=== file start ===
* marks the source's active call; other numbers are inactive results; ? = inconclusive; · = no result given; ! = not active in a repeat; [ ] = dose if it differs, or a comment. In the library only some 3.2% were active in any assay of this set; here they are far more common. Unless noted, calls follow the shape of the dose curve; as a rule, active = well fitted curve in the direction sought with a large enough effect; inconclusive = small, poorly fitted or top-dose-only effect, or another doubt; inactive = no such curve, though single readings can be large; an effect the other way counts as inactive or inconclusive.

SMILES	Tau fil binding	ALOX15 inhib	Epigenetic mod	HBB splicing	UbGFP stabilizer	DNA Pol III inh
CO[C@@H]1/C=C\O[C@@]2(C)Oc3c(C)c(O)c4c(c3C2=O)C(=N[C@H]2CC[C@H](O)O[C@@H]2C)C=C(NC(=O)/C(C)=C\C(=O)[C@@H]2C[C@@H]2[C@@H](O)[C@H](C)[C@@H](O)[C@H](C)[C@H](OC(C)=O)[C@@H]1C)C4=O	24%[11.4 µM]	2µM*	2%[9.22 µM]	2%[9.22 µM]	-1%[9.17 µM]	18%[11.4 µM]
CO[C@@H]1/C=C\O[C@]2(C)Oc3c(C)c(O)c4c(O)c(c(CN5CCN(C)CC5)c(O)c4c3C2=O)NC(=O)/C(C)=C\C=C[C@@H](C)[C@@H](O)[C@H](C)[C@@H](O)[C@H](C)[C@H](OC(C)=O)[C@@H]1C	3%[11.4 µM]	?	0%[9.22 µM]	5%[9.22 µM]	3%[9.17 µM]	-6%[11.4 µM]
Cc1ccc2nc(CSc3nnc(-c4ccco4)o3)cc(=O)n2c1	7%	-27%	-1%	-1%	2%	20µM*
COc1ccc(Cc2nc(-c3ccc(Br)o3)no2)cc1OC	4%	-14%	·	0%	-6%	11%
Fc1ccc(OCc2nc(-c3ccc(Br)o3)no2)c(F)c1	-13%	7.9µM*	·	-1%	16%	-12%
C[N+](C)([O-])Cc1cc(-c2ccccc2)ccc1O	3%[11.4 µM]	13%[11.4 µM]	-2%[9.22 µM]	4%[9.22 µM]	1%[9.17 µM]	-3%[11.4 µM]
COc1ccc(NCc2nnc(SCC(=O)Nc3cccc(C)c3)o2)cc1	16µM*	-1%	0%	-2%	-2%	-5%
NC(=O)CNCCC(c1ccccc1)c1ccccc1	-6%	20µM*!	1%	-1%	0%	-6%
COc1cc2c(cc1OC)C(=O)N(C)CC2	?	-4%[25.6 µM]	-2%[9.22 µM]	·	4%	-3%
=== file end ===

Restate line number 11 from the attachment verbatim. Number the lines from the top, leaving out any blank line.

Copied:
COc1cc2c(cc1OC)C(=O)N(C)CC2	?	-4%[25.6 µM]	-2%[9.22 µM]	·	4%	-3%